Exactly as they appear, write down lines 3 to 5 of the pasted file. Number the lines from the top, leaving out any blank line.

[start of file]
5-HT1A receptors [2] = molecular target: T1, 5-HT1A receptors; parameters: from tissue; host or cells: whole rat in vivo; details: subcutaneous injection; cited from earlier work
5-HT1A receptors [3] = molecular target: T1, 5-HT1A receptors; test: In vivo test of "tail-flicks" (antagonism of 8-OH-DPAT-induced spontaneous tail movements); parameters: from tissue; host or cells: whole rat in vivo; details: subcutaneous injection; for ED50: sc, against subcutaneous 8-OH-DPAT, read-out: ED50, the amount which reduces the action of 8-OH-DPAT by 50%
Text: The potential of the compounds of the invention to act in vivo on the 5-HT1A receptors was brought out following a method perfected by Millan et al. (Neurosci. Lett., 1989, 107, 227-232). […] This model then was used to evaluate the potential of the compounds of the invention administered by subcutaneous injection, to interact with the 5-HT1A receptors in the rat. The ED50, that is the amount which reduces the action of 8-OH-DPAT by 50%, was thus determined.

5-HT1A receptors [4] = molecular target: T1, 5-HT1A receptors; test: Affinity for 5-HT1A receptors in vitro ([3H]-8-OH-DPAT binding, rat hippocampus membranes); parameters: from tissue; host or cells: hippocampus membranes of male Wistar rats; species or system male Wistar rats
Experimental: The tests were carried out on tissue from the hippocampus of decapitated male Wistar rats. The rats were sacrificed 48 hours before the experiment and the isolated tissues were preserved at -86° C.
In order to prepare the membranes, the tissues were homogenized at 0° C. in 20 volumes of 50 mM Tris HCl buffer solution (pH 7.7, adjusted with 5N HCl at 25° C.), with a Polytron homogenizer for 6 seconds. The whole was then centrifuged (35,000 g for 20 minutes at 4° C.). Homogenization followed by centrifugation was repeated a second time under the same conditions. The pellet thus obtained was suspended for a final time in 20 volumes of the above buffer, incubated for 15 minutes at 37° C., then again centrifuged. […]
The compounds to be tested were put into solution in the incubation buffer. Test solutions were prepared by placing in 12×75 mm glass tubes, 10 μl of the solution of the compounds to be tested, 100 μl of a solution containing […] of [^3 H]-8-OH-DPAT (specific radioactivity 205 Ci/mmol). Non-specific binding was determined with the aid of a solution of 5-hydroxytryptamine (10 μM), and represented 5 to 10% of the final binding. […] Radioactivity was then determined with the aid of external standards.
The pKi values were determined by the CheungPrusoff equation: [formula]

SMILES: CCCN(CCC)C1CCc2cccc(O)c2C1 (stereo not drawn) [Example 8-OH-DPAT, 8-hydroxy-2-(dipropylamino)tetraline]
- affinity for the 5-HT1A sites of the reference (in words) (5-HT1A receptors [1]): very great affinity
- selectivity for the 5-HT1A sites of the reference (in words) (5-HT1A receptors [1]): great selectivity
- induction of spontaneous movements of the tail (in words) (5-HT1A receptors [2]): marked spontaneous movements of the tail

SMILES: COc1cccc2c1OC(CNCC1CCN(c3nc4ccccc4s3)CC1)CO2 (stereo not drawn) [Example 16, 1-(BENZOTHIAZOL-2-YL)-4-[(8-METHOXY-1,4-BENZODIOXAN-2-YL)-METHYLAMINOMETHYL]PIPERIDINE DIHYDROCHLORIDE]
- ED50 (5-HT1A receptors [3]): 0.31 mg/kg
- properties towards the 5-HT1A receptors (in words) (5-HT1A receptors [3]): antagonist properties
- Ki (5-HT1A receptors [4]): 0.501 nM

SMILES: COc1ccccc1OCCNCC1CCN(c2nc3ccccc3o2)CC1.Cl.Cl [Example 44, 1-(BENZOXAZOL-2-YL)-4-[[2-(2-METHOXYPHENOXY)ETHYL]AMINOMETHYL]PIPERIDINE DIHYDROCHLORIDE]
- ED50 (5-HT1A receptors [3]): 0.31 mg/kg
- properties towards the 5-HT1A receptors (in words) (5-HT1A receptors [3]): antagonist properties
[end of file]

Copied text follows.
Text: The potential of the compounds of the invention to act in vivo on the 5-HT1A receptors was brought out following a method perfected by Millan et al. (Neurosci. Lett., 1989, 107, 227-232). […] This model then was used to evaluate the potential of the compounds of the invention administered by subcutaneous injection, to interact with the 5-HT1A receptors in the rat. The ED50, that is the amount which reduces the action of 8-OH-DPAT by 50%, was thus determined.

5-HT1A receptors [4] = molecular target: T1, 5-HT1A receptors; test: Affinity for 5-HT1A receptors in vitro ([3H]-8-OH-DPAT binding, rat hippocampus membranes); parameters: from tissue; host or cells: hippocampus membranes of male Wistar rats; species or system male Wistar rats
Experimental: The tests were carried out on tissue from the hippocampus of decapitated male Wistar rats. The rats were sacrificed 48 hours before the experiment and the isolated tissues were preserved at -86° C.